“I am excited to see the development of Web3 and the communities that are being built in that space. It’s particularly fascinating to see the growth in the number of Decentralised Autonomous Organisations (DAOs), as this is a new paradigm of running organisations. In the technology industry, we are used to seeing organisations rely on a top-down approach to management, however the DAO approach is bringing a fresh perspective on management and collaboration. DAOs are structured to allow work to be done remotely, asynchronously, and by whoever has the most capacity and know-how to contribute at the given time. By collaborating closely with their wider community, the community becomes a strong amplifier for both product development and marketing. As we move into 2022 and beyond, it will be interesting to see if the proliferation of DAOs will continue and how it will reflect in technology stacks and organisational practices.”
Simon Le Grand, Director of Marketing at Lightspeed
“These past couple of years have seen huge leaps in the hospitality industry’s use of technology. Many businesses traditionally relied on disconnected systems that drained employee time and resources, but adapted quickly as customer preferences shifted towards options that provided both convenience and a sense of safety. Now that staff and customers are comfortable interacting with technology as a component of the dining experience, the industry is set to continue on this path of positive change and innovation.
Some of the most significant advancements are contactless ordering and payments. Contactless payments have been steadily gaining in popularity due to digital wallets like Apple Pay, and more recent integration into digital ordering systems – including delivery and order ahead. The rise of at-table QR code ordering has further cemented the dominance of digital payments and tech touchpoints elevating the hospitality experience. It’s predicted that the number of digital payment users will rise from 3.8 to 6.2 million by 2025. This is going to make integrated point of sale, ordering and payments systems that connect every consumer channel and offer capabilities beyond the transaction all the more important.”
Jess Noone, Market Development Director at Flux Federation
“Virtual Power Plant’s (VPP’s) are an innovative technology that demonstrates the new energy ecosystem, and has the potential to deliver multi-level benefits. Many retailers are eager to explore how they may leverage VPP’s to create value for themselves and their customers.
The difference between a VPP and a “regular” power plant is that rather than consisting of a single, large, centralised station, they are instead composed of many, smaller, geographically-distributed units, and are typically based on renewable energy sources. VPP’s rely heavily on software to collect and control assets as well as provide generation back to the grid (or from it), in exchange for payment to the individual asset owners.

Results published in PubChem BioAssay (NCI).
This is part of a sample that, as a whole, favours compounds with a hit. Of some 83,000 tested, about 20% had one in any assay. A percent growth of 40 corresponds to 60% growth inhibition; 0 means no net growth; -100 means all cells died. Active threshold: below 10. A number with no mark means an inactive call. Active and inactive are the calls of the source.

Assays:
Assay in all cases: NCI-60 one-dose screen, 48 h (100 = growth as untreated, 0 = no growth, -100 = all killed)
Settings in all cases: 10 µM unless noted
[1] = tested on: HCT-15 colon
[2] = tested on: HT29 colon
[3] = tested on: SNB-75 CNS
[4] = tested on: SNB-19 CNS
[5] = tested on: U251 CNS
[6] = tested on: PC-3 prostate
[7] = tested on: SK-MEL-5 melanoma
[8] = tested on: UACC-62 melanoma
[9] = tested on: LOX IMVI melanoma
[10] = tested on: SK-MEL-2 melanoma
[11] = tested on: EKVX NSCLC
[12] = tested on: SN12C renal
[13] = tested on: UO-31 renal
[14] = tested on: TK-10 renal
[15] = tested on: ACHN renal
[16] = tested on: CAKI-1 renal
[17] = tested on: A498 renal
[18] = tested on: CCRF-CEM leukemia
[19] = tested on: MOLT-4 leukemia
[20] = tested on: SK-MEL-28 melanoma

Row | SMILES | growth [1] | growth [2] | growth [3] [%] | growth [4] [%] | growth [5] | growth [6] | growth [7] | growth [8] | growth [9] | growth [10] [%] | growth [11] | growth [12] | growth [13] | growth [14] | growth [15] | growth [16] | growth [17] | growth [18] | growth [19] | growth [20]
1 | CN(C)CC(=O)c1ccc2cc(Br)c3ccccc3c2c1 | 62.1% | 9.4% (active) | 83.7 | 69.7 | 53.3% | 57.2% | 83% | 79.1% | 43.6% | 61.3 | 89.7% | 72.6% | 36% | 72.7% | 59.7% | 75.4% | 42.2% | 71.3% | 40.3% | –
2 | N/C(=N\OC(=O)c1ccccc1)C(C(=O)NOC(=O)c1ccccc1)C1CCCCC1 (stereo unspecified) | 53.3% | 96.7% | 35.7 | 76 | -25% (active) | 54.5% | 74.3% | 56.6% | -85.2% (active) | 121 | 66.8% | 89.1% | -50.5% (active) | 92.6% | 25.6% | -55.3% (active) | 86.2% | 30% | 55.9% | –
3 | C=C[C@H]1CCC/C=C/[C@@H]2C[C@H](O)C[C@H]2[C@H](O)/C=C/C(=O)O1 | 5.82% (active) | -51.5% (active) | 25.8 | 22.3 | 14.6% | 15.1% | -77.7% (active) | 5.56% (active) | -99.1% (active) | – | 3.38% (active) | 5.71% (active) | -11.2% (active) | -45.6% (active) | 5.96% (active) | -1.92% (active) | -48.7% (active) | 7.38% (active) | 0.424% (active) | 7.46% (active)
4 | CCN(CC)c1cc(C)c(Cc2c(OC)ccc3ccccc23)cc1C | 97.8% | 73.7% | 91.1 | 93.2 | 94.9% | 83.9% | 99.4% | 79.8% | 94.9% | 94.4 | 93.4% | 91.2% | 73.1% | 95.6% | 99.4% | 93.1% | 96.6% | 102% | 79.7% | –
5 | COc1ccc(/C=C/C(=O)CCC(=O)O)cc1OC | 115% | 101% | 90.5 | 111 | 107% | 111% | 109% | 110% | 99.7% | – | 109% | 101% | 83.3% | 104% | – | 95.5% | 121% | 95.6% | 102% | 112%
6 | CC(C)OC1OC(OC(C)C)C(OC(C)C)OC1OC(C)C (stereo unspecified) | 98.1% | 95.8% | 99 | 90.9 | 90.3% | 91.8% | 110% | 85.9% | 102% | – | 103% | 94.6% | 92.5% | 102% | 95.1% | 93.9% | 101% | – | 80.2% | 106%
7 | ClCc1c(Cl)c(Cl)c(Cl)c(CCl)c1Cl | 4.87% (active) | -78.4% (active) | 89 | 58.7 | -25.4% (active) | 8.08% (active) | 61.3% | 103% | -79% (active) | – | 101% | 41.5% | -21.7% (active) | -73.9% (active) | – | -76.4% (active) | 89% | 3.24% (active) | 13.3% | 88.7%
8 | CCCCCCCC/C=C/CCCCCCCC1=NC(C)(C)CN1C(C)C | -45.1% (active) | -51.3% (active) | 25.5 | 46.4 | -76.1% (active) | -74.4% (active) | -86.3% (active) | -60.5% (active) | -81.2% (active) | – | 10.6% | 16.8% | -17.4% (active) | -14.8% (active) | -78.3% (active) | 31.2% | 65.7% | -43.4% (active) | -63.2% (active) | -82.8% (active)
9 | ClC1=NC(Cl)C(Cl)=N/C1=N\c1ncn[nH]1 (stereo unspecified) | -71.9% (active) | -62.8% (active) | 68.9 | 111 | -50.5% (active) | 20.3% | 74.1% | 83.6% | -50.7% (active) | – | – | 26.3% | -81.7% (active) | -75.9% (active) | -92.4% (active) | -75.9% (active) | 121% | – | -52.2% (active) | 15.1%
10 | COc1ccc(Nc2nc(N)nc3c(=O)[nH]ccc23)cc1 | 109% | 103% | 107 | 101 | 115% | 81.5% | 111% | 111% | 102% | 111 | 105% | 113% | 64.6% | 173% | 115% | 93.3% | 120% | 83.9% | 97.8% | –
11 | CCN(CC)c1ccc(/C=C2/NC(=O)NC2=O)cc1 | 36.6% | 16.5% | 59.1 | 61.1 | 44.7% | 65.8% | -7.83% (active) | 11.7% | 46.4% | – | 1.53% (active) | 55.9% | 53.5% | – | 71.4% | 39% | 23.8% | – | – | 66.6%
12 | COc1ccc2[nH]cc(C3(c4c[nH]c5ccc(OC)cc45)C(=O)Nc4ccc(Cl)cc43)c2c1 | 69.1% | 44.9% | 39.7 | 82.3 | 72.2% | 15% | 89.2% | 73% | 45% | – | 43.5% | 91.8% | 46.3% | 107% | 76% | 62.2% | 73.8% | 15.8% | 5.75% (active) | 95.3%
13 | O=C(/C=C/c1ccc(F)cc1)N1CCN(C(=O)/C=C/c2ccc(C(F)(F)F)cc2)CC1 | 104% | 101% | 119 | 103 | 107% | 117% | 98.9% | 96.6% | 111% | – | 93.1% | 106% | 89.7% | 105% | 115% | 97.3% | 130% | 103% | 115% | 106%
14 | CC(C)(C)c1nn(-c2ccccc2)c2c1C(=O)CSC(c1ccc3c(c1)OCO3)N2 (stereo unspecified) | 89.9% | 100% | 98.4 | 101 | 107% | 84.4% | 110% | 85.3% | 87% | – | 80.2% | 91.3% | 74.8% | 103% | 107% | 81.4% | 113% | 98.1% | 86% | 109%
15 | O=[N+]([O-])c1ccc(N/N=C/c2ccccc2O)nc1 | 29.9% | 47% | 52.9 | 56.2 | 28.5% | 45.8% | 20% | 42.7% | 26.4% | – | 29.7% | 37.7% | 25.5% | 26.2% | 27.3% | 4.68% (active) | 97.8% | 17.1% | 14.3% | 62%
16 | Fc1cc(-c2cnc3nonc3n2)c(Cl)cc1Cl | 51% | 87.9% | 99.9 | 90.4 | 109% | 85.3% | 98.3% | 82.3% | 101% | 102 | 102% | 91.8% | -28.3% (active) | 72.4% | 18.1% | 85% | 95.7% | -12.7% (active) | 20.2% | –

VPP’s provide consumers more control over the energy they use and incentivise the use of renewable energy sources. Solar PV is the fastest growing generation type in Australia, more than 30 per cent of Australian households use solar panels. Australia is primed to lead the VPP movement and the transition to a future with more renewable energy generation.”
Matt Wright, CTO at MOBI
“In 2022, we will see more experiments in Crypto, NFTs and DAO. We’re at the beginning of a Cambrian explosion of new ways to form capital. There will probably be a lot of missteps in the process, though, before sustainable models are found – better regulations will help. Another trend that will gain momentum is the convergence of Green Tech, Fintech and Machine Learning. There will be a significant shift in capital as fund managers seek to diversify away from carbon-heavy investments. At the same time, entrepreneurs will build new technology businesses around carbon tracking and combinations of Machine Learning and IoT. I believe we’ll also see breakthroughs in carbon sequestering too.
One thing that is great to see is the low-code/no-code development tools. It’s great to see people build things without having to learn an entire technology stack, and the world needs more people from all walks of life building technology.
Let’s hope we see more regulation around social media too, let’s put the years of Facebook’s algorithms running unchecked behind us and put some better safeguards in place.”
Toby Cox, CTO at Dovetail
“It’s getting pretty hard to ignore blockchain and we can expect to see greater practical application and mainstream adoption of the technology come 2022. Next year, there will be a greater emphasis on engineers dedicating a lot of time to blockchain technology, while more financial institutions get on the bandwagon to be involved in a race to not be disrupted by new and evolving institutions. We’ll also see the emergence of more sophisticated developer tooling around blockchain. Additionally, we’ll see traditional product teams upskilling in this area, leading to better user experiences.
Outside of blockchain, with the rise of non-technical entrepreneurs and more people leveraging technology in all aspects of their lives, there will be a greater need for easy-to-use technology in the new era of “low-code” or “no-code” application and developer platforms as evolution in this space continues.”